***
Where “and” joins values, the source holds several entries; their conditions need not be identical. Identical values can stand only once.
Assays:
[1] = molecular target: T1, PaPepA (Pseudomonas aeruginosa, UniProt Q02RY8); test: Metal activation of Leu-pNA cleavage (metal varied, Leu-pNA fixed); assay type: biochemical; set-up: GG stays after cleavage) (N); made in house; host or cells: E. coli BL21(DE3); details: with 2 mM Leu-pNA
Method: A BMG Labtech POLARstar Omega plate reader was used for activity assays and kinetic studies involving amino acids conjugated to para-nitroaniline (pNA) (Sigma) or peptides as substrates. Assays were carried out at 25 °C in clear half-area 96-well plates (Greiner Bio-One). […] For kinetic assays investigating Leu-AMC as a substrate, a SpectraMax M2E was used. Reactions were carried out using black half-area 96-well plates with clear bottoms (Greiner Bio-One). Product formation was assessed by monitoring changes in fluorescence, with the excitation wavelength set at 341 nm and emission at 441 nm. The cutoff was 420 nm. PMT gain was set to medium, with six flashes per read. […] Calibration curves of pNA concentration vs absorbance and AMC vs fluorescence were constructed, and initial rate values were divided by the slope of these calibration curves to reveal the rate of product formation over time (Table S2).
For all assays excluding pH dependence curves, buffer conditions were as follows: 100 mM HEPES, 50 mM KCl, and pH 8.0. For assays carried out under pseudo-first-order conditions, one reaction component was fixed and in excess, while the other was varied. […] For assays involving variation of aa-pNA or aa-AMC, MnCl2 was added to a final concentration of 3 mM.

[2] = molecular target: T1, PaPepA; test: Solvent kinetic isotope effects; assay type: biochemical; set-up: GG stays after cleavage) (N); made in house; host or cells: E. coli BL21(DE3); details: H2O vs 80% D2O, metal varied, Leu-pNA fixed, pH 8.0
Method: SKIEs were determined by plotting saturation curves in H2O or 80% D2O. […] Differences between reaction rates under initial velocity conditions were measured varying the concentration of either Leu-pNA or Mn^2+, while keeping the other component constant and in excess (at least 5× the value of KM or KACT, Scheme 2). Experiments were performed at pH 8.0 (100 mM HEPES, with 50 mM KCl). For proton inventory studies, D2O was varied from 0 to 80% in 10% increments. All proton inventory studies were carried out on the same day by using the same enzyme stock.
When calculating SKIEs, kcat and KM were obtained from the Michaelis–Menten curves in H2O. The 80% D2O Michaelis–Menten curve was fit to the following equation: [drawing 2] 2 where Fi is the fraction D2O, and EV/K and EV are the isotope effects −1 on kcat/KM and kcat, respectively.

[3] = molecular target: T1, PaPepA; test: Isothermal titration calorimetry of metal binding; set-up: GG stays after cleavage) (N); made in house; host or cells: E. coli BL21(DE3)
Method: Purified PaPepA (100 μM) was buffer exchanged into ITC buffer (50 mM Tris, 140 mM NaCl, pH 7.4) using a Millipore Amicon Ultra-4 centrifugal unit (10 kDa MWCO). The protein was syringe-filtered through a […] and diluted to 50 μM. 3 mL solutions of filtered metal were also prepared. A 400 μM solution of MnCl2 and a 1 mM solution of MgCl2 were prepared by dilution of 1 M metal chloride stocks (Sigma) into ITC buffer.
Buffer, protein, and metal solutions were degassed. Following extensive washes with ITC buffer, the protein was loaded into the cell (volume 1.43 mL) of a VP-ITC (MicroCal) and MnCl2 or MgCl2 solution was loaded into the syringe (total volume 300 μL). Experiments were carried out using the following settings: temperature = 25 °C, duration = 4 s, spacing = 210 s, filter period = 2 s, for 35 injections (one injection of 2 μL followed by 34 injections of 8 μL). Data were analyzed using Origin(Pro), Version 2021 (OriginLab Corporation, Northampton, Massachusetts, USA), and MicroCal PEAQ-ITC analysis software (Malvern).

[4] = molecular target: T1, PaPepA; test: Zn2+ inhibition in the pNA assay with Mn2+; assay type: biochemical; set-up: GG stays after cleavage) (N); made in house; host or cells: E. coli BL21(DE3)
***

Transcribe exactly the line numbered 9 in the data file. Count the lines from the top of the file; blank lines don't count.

[3] = molecular target: T1, PaPepA; test: Isothermal titration calorimetry of metal binding; set-up: GG stays after cleavage) (N); made in house; host or cells: E. coli BL21(DE3)